Sunday, September 2, 2012

What dust will rise?

For me the most impressive artwork of the Documenta in Kassel 2012 was What dust will rise? by Michael Rakowitz. The sad litany of culture destruction and erasure.
It is said that artists are like canaries in the mine, predicting the future. Is this what awaits us? A cultural apocalypse?
Or is this just a slightly enlarged example of what Marx called the gnawing criticism of mice ? The standard fate of most cultural artifacts?

Stone fragment dropped by the Royal Air Force over Essen, Germany, 1942. British bombers released the rubble of English buildings destroyed by the Luftwaffe during the Battle of Britain on German cities as a prelude to actual bombs.
For us it is a matter of special pride to destroy the Talmudic Library which has been known as the greatest in Poland...we threw out of the building the great Talmudic Library and carted it to market. There we set fire to the books. The fire lasted for twenty hours. The Jews of Lublin were assembled around and cried bitterly. The cries almost silenced us. Then we summoned a military band, and joyful shouts of the soldiers silenced the sounds of Jewish cries. - Frankfurter Zeitung, March 28 ,1941

Shrapnel from ammunition rounds used to destroy the Bamiyan Buddhas, Afghanistan, March, 2001.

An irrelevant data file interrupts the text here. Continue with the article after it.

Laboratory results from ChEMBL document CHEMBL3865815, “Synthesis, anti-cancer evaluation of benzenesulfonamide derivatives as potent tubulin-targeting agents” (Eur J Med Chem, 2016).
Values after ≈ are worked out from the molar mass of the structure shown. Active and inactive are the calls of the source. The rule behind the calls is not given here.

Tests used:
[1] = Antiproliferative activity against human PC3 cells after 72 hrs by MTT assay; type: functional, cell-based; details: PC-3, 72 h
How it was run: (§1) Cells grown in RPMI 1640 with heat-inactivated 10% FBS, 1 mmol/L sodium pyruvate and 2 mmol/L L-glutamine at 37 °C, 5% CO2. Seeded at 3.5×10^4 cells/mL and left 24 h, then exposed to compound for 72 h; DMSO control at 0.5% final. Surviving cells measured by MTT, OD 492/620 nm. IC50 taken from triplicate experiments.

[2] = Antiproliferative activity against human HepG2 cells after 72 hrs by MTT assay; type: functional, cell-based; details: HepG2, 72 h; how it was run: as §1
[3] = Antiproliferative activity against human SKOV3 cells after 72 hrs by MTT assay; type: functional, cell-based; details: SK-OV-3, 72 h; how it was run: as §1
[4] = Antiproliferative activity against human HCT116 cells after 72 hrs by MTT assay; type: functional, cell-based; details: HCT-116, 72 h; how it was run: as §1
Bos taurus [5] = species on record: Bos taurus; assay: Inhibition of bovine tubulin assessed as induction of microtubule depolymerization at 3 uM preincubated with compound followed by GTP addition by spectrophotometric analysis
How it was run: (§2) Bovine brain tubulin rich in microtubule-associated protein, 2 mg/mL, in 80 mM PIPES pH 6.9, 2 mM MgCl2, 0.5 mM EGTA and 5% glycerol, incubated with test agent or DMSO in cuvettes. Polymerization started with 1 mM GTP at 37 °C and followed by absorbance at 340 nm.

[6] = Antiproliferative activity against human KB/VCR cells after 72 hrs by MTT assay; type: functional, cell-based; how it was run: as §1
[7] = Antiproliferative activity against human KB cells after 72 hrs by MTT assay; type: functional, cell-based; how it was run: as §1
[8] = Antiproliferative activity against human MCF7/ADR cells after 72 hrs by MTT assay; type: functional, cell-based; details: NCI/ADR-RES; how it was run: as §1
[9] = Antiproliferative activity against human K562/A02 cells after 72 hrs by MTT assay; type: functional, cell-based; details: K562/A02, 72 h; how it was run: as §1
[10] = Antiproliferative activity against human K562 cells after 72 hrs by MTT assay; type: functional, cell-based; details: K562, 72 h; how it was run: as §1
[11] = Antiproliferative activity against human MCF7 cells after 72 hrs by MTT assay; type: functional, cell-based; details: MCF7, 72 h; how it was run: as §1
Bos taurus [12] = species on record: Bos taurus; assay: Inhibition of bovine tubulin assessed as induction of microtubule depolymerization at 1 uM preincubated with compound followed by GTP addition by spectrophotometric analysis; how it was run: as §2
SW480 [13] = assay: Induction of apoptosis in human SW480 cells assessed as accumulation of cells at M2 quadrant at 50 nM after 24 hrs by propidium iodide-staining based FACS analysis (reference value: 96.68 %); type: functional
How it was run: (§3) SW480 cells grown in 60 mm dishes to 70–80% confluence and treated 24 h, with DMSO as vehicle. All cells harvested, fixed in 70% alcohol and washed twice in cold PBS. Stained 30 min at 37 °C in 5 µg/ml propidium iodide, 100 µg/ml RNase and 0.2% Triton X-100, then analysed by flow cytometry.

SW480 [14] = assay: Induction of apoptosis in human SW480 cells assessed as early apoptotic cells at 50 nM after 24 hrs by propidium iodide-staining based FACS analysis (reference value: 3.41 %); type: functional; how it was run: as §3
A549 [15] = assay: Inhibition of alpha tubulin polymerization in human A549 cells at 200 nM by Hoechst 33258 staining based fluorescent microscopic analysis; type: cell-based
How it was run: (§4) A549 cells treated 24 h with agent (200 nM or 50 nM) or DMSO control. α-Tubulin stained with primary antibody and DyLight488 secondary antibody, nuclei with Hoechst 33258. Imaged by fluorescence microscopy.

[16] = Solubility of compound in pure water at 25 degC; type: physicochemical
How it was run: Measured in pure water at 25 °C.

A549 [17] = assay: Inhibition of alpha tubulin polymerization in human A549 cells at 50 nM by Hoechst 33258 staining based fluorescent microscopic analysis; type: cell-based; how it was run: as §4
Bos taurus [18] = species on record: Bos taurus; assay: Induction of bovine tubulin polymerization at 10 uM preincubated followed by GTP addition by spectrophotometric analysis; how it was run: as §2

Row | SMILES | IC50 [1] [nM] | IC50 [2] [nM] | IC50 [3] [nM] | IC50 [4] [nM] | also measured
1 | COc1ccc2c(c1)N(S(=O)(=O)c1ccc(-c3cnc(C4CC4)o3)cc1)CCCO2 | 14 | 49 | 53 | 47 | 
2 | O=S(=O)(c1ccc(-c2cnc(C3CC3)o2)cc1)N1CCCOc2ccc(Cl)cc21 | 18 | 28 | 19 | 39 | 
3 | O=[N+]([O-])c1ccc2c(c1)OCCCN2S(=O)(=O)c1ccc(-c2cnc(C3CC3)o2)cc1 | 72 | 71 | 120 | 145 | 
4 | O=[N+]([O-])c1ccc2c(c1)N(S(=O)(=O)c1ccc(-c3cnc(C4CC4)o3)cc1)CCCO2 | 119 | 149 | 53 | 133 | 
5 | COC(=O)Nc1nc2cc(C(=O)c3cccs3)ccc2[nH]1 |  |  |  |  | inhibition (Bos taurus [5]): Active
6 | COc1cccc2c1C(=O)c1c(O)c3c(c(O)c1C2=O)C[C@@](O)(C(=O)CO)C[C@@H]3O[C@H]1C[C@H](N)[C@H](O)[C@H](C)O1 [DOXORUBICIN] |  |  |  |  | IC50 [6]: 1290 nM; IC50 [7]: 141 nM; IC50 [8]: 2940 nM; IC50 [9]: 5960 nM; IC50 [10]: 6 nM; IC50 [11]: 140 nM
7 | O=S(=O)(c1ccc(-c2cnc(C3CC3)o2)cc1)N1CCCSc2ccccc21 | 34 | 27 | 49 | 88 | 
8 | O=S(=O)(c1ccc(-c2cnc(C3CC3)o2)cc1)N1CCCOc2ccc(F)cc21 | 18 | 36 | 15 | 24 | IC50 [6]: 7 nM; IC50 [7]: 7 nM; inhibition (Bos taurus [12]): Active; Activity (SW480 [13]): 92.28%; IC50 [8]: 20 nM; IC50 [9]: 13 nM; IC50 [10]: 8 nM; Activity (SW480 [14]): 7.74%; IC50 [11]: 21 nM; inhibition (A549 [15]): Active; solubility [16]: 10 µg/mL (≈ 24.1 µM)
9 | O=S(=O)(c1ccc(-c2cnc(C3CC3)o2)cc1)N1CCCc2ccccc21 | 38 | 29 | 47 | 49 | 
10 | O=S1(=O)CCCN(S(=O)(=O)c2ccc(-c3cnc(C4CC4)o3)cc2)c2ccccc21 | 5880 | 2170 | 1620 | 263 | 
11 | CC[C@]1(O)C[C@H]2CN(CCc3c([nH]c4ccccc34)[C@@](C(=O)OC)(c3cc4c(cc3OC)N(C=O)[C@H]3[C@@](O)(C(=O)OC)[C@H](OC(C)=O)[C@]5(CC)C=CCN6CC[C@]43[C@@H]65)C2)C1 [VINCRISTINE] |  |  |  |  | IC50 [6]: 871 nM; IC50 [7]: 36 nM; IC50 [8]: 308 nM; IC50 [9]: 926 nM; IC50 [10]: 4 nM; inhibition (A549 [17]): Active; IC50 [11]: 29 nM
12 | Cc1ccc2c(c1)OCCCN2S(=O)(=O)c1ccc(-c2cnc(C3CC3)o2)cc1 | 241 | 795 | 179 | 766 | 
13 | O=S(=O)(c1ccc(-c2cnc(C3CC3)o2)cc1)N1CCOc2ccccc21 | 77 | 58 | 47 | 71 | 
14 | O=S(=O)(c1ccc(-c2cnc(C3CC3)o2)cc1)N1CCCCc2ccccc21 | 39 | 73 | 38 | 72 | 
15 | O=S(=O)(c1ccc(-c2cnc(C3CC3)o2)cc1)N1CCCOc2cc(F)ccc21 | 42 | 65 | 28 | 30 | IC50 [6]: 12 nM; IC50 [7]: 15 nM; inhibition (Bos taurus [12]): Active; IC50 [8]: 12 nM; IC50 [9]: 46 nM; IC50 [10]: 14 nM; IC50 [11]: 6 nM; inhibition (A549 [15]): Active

Samples of clay fragments with paint from outer layers of the western Buddha of Bamyian. Traces of red and blue - made from pulverized lapis lazuli - suggest the sangesti or c eremonial robes of the Buddha were colored.

Books damaged by fire and deemed too unimportant to restore after the bombing of the Fridericianum, 1941.
The Tironian notes contain the oldest lexicon of classical and early medieval abbreviations, a shorthand used to record the great speeches of antiquity. It was developed by Marcus Tullius Tiro, a Roman who lived in the first century B.C., and written down in Carolingian miniature in France around 800 A.D. It
survived the air raid on Kassel in the Fridericianum's vault, but the tremendous heat scorched its leather binding, charred its woorden cover, and liquified the fat in its parchments pages, gluing them together.

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